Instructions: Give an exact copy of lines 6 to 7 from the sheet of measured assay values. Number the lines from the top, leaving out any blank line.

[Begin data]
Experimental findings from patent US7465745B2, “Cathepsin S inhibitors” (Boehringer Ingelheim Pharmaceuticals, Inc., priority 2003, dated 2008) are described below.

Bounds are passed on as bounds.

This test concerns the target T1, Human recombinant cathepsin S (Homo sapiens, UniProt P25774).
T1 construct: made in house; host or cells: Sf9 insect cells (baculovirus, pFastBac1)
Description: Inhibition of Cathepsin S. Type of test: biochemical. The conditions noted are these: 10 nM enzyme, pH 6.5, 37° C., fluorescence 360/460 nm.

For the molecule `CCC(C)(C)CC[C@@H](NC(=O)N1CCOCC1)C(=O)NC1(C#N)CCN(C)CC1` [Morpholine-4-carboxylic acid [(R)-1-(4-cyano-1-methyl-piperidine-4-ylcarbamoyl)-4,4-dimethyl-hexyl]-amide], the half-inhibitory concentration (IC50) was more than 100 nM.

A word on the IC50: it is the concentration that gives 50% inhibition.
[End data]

For the molecule `CCC(C)(C)CC[C@@H](NC(=O)N1CCOCC1)C(=O)NC1(C#N)CCN(C)CC1` [Morpholine-4-carboxylic acid [(R)-1-(4-cyano-1-methyl-piperidine-4-ylcarbamoyl)-4,4-dimethyl-hexyl]-amide], the half-inhibitory concentration (IC50) was more than 100 nM.

A word on the IC50: it is the concentration that gives 50% inhibition.